Effa’s gravestone reads: SHE LOVED BASEBALL. And did she ever!
In 1935, Effa and her husband, Abe, started the Brooklyn Eagles in the new Negro National League. A year later, when the team moved to Rupert Field, Effa took on the job of managing most of the Newark Eagles’ business.
She worked tirelessly, not only against the injustices her players faced, but other inequalities she witnessed in the black community.
Effa organized the Citizens’ League for Fair Play, to urge the largest department store in Harlem to hire black salesclerks. When Negro League players began to move over to the major leagues, once again, Effa was instrumental in changing the practice of signing players with no compensation for the Negro League team they came from.
Times changed and the Negro Leagues soon found themselves obsolete. Effa took up the cause and began a letter-writing campaign to persuade the National Baseball Hall of Fame to recognize Negro League Stars.
Twenty-five years after her death, Effa Manley was the first woman inducted into baseball’s Hall of Fame!
It’s Sports and Good Nutrition Day and, once again, Cam’s amazing photographic memory comes to the rescue! In three short chapter books rolled-into-one, the pictures Cam stores in her head enable her and her classmates to solve the three mysteries (The Backward Race Mystery, The Soccer Game Mystery, The Baseball Glove Mystery) that surface at Franklin Park over the course of the fifth grade’s Sports Day.
Beginning chapter book readers who are familiar with other of the Cam Jansen mysteries, will enjoy reading this newer collection in the series.
Selling papers near Yankee Stadium and calling out headlines heralding Babe Ruth’s successes on the field, the young narrator ties his success to Babe’s and manages to earn extra change for the family money jar by working as a newsie.
When he discovers that the “office” his dad carries his briefcase to each day is really a corner on Webster Avenue where he’s forced to sell apples in order to earn small change for the jar, the young narrator learns to appreciate the sacrifice his own father makes in order to care for his family.
Gordon Korman is a favorite among middle grade readers and SWINDLE, the first in a series of three books about Griffin Bing, “The Man With a Plan,” comes highly recommended. It’s a read-aloud pick that makes its way each year into the repertoire of one of the teachers at my school, and while I wasn’t sure how I’d feel when I first began the book, I have to say that the story grew on me and I can see why kids love Korman’s books as much as they do.
Griffin Bing and his cohort of school pals seem to get mixed up in one crazy situation after another. This time, Griffin’s stumbled upon a valuable Babe Ruth baseball card, purportedly worth millions. But before Griffin has a chance to cash in, he’s swindled out the money by the shady S. Wendell Palomino of Palomino’s Collectibles.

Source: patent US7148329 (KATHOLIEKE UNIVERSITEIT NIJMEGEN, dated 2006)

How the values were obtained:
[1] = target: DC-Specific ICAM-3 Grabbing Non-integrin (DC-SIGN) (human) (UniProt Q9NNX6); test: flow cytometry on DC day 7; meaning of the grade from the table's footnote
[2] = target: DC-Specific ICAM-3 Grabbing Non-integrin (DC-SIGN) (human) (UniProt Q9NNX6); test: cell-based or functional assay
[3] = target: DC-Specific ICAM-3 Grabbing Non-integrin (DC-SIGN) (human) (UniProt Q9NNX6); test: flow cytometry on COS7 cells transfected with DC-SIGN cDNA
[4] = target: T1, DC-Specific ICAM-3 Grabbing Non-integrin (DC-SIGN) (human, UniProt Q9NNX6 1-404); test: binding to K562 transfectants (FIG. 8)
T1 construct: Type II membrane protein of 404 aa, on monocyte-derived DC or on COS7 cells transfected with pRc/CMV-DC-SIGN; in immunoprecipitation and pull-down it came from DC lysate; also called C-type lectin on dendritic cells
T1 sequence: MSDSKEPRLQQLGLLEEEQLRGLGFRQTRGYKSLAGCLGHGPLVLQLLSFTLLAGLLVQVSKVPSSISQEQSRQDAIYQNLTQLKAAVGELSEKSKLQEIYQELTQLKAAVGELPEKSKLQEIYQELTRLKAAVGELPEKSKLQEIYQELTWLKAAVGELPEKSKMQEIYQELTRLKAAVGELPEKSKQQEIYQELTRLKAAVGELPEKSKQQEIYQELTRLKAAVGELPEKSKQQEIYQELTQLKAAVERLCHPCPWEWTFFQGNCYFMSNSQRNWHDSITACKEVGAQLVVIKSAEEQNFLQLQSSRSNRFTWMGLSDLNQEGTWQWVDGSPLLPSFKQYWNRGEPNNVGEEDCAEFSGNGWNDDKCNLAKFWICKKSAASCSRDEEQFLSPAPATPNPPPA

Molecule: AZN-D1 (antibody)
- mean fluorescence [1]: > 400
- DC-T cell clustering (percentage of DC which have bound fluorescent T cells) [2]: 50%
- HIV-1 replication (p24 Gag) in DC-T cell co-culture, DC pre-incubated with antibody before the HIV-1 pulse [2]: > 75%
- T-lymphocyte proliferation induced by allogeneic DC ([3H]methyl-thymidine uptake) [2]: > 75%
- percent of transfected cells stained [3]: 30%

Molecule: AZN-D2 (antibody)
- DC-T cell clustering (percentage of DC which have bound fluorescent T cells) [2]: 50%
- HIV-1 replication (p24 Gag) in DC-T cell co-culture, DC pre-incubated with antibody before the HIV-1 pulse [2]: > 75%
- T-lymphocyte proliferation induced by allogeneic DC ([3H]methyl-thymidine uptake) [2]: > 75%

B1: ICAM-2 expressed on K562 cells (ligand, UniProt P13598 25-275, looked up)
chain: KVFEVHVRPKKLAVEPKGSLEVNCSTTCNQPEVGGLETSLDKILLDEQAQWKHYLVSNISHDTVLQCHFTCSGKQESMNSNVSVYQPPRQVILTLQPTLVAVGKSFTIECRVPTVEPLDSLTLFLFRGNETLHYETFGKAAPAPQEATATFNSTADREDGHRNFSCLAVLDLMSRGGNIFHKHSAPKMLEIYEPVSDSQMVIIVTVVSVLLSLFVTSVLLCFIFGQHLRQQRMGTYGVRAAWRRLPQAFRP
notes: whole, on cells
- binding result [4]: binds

While the plot sometimes veers into implausible territory, the story moves quickly and Griffin and his band of friends manage to come out on top.
I admit to knowing very little about sports. None of us – my sisters, mom, not even my father – watched or played sports. As such, I have no particular team loyalties and all I know is what I’ve gleaned over years of watching my sons’ games and listening in on bits and pieces of conversations they’ve had with my husband.
Fact: there is almost no sports trivia that can stump my husband. He knows more than his lifetime’s worth of information.
So it was a particular pleasure to read BABE RUTH AND THE BASEBALL CURSE. I, of course, knew nothing of the curse, and this Stepping Stones Chapter Book was just ticket! Not only did I learn a few (many, actually) new things about Babe’s career, but I also learned a small bit of trivia that even my husband didn’t know. The whole book was quite fascinating. From this non-sports reader, that’s got the be the ultimate compliment!
The cover of YOU NEVER HEARD OF SANDY KOUFAX?! is stunning and made quite a name for itself when the book was first published. (For those who are interested, there’s a description on the copyright page of how this “lenticular” cover was made.) But it’s Winter’s words and Carrilho’s striking illustrations that carry this story of the power pitcher who emerged in the early 60’s – “For six years, Koufax stood on the pitcher’s mound like a prince, and when you looked at that serious mug of his, you could tell he was gonna beat you.”
The book – words and illustrations – are a supreme example of what the best picture books aspire to. And the reader is left with the essence of Koufax – a very private, yet determined, man who had the fortitude and character to do what he needed to do, on the field and off.
I’ve included THE LUCKY BASEBALL BAT by Matt Christopher (one of the first names that comes to mind when thinking about sports novels), not so much because it gets high marks for well-crafted fiction, but because a second grade teacher I know passed it along as the first real chapter book to win the heart of one of her students. He could manage the short chapters and enjoyed the success of having tackled what felt like his first “real book.” First published in 1954, THE LUCKY BASEBALL BAT was also one of the first such books my husband read, oh-so-long-ago. Which just goes to show, it’s not always easy to predict which book will win the heart of a reader.
WE ARE THE SHIP by Kadir Nelson;BASEBALL SAVED US by Ken Mochizuki, illustrated by Dom Lee; A DIFFERENT GAME by Sylvia Olsen; CATCHING THE MOON: The Story of a Young Girl’s Baseball Dream by Crystal Hubbard, illustrated by Randy DuBurke.